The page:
Swell Classification Guidelines
Significant: Winter - Swell 8 ft @ 14 secs or greater (11+ ft faces) for 8+ hours (greater than double overhead).
Summer - Head high or better.
Advanced: Winter - Swell and period combination capable of generating faces 1.5 times overhead to double overhead (7-10 ft)
Summer - Chest to head high.
Intermediate/Utility Class: Winter - Swell and period combination generating faces at head high to 1.5 times overhead (4-7 ft).
Summer - Waist to chest high.
Impulse/Windswell: Winter - Swell and period combination generating faces up to head high (1-4 ft) or anything with a period less than 11 secs.
Summer - up to waist high swell. Also called 'Background' swell.
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On Thursday (4/25) North and Central CA had surf in the thigh high range with a few waist high peaks at top spots all windswell with a light onshore flow making even the small surf crumbly and weak looking. Down in Santa Cruz waves were near flat except for the southern hemi sets that were waist high pushing chest high at top spots with a light sideshore flow adding texture inside the kelp. Southern California up north was thigh to waist high on the sets and clean and lined up but fairly weak. Down south southern hemi swell was again showing stronger with sets in the waist to chest high range and occasionally better, well lined up and fairly clean with light texture mid-day. Hawaii's North Shore was getting new north angled Gulf swell with waves 2-3 ft overhead at top breaks on the sets and clean and well lined up. Sure looks fun. The South Shore was flat and clean with light trades in effect. The East Shore was getting limited windswell with waves thigh high and lightly chopped.
See QuikCASTs for the 5 day surf overview or read below for the detailed view.
Modest southerly angled southern hemi swell was still hitting California, biggest in the south end of the state. Windswell from a long lasting cut-off low in the Western Gulf of Alaska that produced 18 ft seas on Mon-Tues (4/23) was pulsing some along exposed northerly shores of the Hawaiian Islands. A secondary fetch developed a bit east of the dateline Wed-Thurs (4/25) aimed well at Hawaii with seas 17-18 ft, likely providing more windswell for the Islands by Sun (4/28). Beyond, the North Pacific is forecast to go into hibernation for the summer with no swell producing weather systems forecast. Looking south, a small short-lived storm formed southeast of New Zealand on Sun (4/21) lifting northeast with seas 36 ft, then faded fast on Monday. Swell is radiating northeast with some energy expected for Hawaii late this weekend (4/28) and then pushing into California for early next week. But no other swell producing systems are forecast behind. Details below...
SHORT- TERM FORECAST
Current marine weather and wave analysis plus forecast conditions for the next 72 hours
Jetstream - This will likely be the last North Pacific jetstream update till Fall arrives. Out focus will shift south for the summer. On Thursday (4/25) the jetstream was ridging northeast off Japan splitting over Kamchatka with half of the wind energy tracking north even beyond the Bering Sea with the other half tracking east flowing roughly on the 40N latitude. A broad upper low was circulating in the Bering Sea. The branch of the jet tracking over 40N then split again on the dateline tracking southwest of Hawaii and then into Baja Mexico. High pressure was being supported in between the flows between Hawaii and California. In shore, there was no support for even low pressure development over the greater North Pacific. Over the next 72 hours the upper low in the Bering Sea is to fall south and merge with the branch of the jet tracking east over the 40N latitude setting up another cut-off trough just east of the dateline by Sat (4/27) with 130 kt winds flowing into it. Some support for low pressure development is possible through Mon (4/29). Beyond 72 hours the through is again to split off and track north up into the Bering Sea then fall back south again feeding the semi-permanent trough just east of the dateline by Thurs (5/2). Again, support for low pressure development is possible just east of the dateline.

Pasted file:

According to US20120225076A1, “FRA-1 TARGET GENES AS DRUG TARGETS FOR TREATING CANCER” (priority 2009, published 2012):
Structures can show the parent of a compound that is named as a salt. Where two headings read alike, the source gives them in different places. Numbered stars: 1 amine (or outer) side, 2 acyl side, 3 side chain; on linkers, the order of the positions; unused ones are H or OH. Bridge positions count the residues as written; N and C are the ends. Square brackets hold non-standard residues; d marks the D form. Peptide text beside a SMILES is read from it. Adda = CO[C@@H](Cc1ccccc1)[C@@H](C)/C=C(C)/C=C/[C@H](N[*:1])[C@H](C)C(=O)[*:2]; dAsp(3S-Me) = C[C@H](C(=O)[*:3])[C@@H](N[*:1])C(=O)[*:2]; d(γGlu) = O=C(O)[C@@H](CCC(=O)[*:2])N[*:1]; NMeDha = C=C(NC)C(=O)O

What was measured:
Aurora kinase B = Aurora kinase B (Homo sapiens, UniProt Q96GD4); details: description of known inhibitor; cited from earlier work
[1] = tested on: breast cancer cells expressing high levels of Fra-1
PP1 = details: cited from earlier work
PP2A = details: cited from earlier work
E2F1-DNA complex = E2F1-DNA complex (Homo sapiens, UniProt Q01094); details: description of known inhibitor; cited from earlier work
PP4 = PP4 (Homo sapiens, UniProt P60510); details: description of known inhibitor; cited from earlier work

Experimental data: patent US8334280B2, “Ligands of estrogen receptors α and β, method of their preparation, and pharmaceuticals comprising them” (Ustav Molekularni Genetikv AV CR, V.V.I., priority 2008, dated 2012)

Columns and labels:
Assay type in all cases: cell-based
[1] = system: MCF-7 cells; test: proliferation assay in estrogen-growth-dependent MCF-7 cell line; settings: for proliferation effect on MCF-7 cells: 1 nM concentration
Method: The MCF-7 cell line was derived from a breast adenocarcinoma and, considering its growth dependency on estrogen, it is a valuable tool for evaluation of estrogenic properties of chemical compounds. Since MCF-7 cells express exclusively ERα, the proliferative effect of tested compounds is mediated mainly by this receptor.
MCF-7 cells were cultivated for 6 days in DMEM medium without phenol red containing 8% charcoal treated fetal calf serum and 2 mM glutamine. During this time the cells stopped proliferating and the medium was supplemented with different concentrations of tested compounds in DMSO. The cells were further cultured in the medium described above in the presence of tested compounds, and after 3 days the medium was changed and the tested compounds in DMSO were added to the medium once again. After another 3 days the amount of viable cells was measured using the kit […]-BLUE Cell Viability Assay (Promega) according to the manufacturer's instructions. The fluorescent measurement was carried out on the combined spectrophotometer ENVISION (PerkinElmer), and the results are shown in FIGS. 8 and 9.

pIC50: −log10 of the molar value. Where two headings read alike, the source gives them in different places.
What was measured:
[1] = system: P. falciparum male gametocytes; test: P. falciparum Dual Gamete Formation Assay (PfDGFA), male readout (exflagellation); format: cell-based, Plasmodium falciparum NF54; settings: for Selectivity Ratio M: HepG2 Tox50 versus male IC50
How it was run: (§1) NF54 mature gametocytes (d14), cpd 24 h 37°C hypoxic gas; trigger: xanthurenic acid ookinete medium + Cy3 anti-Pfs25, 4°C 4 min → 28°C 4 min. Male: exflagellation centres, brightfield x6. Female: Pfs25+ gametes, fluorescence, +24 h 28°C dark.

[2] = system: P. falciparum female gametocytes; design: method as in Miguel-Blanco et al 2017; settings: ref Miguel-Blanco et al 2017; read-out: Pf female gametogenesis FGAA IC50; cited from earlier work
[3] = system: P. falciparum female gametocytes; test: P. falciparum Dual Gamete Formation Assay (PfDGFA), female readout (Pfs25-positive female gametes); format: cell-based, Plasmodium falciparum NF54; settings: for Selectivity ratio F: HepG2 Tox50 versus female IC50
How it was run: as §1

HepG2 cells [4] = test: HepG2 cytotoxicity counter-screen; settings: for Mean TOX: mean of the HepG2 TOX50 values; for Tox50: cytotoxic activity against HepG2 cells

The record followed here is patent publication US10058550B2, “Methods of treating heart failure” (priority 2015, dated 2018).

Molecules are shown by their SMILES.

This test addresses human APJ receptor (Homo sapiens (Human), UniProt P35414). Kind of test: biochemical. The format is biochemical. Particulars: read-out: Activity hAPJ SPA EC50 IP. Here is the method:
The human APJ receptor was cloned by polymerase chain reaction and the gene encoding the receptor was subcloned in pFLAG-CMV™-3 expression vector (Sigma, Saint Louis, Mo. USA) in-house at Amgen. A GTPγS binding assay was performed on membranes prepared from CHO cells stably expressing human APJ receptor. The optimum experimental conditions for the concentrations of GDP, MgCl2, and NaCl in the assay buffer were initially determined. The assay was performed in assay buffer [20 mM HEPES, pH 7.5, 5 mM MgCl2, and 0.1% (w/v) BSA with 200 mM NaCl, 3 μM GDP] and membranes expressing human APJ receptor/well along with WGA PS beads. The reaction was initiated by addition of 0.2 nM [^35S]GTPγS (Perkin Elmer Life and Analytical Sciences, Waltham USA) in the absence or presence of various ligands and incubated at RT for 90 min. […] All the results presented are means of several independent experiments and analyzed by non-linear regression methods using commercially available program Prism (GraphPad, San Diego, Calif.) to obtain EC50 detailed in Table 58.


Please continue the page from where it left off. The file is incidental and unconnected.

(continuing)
Surface Analysis - On Thursday (4/25) weak low pressure associated with a long lasting cutoff low continued circulating in the Western Gulf of Alaska (see Hawaii Cutoff Low below). Otherwise no swell producing fetch of interest was occurring. Over the next 72 hours the Gulf low is to ease northeast, then retrograde back to a point northwest of Hawaii by Sun (4/28) generating up to 30 kt winds in it's north quadrant but all aimed east towards Japan and not aimed at either Hawaii or the US West Coast.
No easterly trades of interest relative to Hawaii are forecast for the next 72 hours with low pressure in the Western Gulf suppressing high pressure activity near the Islands.
Limited high pressure is to start building 600 nmiles off Cape Mendocino CA on Sun (4/28) at 1028 mbs generating a weak pressure gradient along the North CA coast generating 20+ kt north winds possibly setting up minimal short period local north windswell at exposed breaks mainly in Central CA.
Hawaii Cutoff Low - On Wed AM (4/24) the semi-permanent cut-off low east of the dateline pulsed again producing 30-35 kt west winds in it's south quadrant by the evening aimed well at Hawaii with 17 ft seas building at 39N 173E (312 degs HI). Fetch held into Thurs AM (4/25) with 19-20 ft seas indicated at 38N 173W (327 degs HI). Fetch is to be fading fast by the evening with 17 ft seas fading at 40N 168W and not aimed well at the Islands.